Venus will line up with the bright Gemini stars Castor and Pollux in the western sky this week, so get ready for some spectacular evening displays.
The planet has overshadowed the twin stars, despite Pollux being one of the brightest stars in the sky.
Throughout June, stargazers can spot Venus in the direction of sunset, before Castor and Pollux form an almost straight line with the planet around dusk. Venus sets about two and a half hours after sunset throughout the month.
On 16 June, Venus will move from Gemini to the Cancer constellation to form an amazing panorama with the crescent Moon. Venus will appear seven or eight degrees to the right of the Moon as they descend, with only 13.1% of the Moon’s surface illuminated by the Sun, according to The Guardian. Venus and the crescent moon will almost perfectly align with Pollux, the brightest star, in a straight line.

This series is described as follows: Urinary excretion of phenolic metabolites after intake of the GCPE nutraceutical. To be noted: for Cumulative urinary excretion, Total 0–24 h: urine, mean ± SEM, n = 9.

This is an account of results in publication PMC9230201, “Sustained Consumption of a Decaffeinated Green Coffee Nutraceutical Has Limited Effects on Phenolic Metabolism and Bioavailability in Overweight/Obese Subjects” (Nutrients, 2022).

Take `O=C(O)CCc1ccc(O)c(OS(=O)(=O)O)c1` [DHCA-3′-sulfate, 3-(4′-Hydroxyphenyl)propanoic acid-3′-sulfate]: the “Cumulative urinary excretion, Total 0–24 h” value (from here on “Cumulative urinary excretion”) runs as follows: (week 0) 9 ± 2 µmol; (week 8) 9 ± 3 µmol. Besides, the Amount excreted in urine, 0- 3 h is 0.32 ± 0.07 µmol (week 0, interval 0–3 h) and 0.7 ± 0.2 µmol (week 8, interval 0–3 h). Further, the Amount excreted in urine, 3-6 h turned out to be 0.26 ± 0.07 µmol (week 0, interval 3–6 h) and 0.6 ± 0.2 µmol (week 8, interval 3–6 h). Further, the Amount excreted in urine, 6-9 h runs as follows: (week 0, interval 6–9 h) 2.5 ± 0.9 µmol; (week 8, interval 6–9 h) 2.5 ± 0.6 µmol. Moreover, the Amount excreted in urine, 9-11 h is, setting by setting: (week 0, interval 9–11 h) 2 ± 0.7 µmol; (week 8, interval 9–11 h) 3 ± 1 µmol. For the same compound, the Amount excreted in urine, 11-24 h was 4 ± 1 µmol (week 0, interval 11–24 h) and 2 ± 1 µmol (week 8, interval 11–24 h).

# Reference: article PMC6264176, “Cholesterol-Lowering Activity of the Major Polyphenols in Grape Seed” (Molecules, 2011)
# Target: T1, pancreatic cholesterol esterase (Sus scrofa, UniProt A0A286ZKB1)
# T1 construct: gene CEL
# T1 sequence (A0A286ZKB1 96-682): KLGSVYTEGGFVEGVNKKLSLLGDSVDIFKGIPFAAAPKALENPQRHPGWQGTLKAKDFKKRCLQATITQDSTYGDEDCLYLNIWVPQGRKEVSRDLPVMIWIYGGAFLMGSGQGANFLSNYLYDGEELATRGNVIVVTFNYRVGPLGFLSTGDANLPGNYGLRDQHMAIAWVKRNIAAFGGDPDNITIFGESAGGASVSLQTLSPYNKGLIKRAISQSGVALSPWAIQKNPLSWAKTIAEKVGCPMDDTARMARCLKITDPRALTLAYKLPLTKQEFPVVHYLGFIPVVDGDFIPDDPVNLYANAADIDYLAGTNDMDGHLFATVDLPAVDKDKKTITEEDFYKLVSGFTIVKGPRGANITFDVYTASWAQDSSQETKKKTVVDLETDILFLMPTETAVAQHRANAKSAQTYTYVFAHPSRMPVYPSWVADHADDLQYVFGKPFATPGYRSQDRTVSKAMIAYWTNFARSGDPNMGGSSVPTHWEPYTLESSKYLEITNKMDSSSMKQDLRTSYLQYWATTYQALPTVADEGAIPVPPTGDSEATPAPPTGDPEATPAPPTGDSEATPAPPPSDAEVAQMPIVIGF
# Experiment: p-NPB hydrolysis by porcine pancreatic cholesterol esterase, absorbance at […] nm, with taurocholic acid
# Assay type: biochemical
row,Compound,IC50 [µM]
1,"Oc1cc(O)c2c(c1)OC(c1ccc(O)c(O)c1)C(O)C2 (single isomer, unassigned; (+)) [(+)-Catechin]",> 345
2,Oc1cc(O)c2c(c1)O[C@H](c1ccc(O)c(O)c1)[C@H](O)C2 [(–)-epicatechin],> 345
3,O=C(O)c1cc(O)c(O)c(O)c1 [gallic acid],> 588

Space fans will also be able to detect Messier 44 with binoculars about an hour after sunset on 19 June, when the Beehive Cluster will provide a stunning sight of a “faint sprinkling of stars less than a degree to the lower left of Venus,’ reports Space.com.
Mercury will be found to the left of the Castor and Pollux on 27 June and is set to shine brighter than the stars, while Jupiter shines low in the south of the sky.
And a Strawberry Moon will dazzle enthusiasts on 28 June. The June full moon is named after the fruit as it is the month when the wild strawberries start to ripen.
You Might Also Like